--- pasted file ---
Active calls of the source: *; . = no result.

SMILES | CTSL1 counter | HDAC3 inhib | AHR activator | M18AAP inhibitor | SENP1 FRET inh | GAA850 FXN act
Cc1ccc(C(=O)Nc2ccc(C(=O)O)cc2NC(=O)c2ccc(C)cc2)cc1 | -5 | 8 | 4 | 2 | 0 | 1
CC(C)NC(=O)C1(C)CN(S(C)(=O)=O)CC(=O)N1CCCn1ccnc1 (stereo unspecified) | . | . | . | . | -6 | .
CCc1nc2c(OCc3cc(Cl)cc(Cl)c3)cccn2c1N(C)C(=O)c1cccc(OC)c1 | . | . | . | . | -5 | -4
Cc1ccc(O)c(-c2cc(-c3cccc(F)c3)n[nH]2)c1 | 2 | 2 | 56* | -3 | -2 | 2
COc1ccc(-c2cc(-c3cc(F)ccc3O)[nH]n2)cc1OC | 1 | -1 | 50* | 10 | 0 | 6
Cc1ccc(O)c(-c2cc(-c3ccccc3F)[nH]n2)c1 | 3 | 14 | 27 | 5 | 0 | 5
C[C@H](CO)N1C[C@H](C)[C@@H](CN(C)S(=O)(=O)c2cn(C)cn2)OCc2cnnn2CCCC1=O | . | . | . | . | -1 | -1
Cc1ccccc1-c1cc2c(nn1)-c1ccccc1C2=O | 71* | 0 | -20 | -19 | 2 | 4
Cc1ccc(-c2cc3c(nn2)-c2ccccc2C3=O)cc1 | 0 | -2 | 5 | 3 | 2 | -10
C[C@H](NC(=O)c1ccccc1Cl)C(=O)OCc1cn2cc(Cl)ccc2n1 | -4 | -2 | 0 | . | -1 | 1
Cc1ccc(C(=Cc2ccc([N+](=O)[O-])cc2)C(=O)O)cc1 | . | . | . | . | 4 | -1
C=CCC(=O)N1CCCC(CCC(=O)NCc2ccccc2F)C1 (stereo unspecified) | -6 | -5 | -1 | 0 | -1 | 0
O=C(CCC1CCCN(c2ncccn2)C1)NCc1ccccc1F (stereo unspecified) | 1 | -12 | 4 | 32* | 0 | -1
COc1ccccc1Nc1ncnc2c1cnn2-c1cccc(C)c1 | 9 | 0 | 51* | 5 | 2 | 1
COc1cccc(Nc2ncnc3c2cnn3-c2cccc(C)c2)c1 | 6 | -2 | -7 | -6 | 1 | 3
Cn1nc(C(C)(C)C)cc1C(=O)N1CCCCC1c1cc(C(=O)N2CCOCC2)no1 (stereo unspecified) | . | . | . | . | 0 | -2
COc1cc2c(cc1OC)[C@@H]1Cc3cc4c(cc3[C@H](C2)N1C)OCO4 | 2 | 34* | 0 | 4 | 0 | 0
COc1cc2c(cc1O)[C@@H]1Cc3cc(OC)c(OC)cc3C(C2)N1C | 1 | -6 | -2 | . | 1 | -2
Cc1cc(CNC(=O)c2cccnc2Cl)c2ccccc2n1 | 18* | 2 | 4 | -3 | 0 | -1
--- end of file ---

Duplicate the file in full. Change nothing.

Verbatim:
Active calls of the source: *; . = no result.

SMILES | CTSL1 counter | HDAC3 inhib | AHR activator | M18AAP inhibitor | SENP1 FRET inh | GAA850 FXN act
Cc1ccc(C(=O)Nc2ccc(C(=O)O)cc2NC(=O)c2ccc(C)cc2)cc1 | -5 | 8 | 4 | 2 | 0 | 1
CC(C)NC(=O)C1(C)CN(S(C)(=O)=O)CC(=O)N1CCCn1ccnc1 (stereo unspecified) | . | . | . | . | -6 | .
CCc1nc2c(OCc3cc(Cl)cc(Cl)c3)cccn2c1N(C)C(=O)c1cccc(OC)c1 | . | . | . | . | -5 | -4
Cc1ccc(O)c(-c2cc(-c3cccc(F)c3)n[nH]2)c1 | 2 | 2 | 56* | -3 | -2 | 2
COc1ccc(-c2cc(-c3cc(F)ccc3O)[nH]n2)cc1OC | 1 | -1 | 50* | 10 | 0 | 6
Cc1ccc(O)c(-c2cc(-c3ccccc3F)[nH]n2)c1 | 3 | 14 | 27 | 5 | 0 | 5
C[C@H](CO)N1C[C@H](C)[C@@H](CN(C)S(=O)(=O)c2cn(C)cn2)OCc2cnnn2CCCC1=O | . | . | . | . | -1 | -1
Cc1ccccc1-c1cc2c(nn1)-c1ccccc1C2=O | 71* | 0 | -20 | -19 | 2 | 4
Cc1ccc(-c2cc3c(nn2)-c2ccccc2C3=O)cc1 | 0 | -2 | 5 | 3 | 2 | -10
C[C@H](NC(=O)c1ccccc1Cl)C(=O)OCc1cn2cc(Cl)ccc2n1 | -4 | -2 | 0 | . | -1 | 1
Cc1ccc(C(=Cc2ccc([N+](=O)[O-])cc2)C(=O)O)cc1 | . | . | . | . | 4 | -1
C=CCC(=O)N1CCCC(CCC(=O)NCc2ccccc2F)C1 (stereo unspecified) | -6 | -5 | -1 | 0 | -1 | 0
O=C(CCC1CCCN(c2ncccn2)C1)NCc1ccccc1F (stereo unspecified) | 1 | -12 | 4 | 32* | 0 | -1
COc1ccccc1Nc1ncnc2c1cnn2-c1cccc(C)c1 | 9 | 0 | 51* | 5 | 2 | 1
COc1cccc(Nc2ncnc3c2cnn3-c2cccc(C)c2)c1 | 6 | -2 | -7 | -6 | 1 | 3
Cn1nc(C(C)(C)C)cc1C(=O)N1CCCCC1c1cc(C(=O)N2CCOCC2)no1 (stereo unspecified) | . | . | . | . | 0 | -2
COc1cc2c(cc1OC)[C@@H]1Cc3cc4c(cc3[C@H](C2)N1C)OCO4 | 2 | 34* | 0 | 4 | 0 | 0
COc1cc2c(cc1O)[C@@H]1Cc3cc(OC)c(OC)cc3C(C2)N1C | 1 | -6 | -2 | . | 1 | -2
Cc1cc(CNC(=O)c2cccnc2Cl)c2ccccc2n1 | 18* | 2 | 4 | -3 | 0 | -1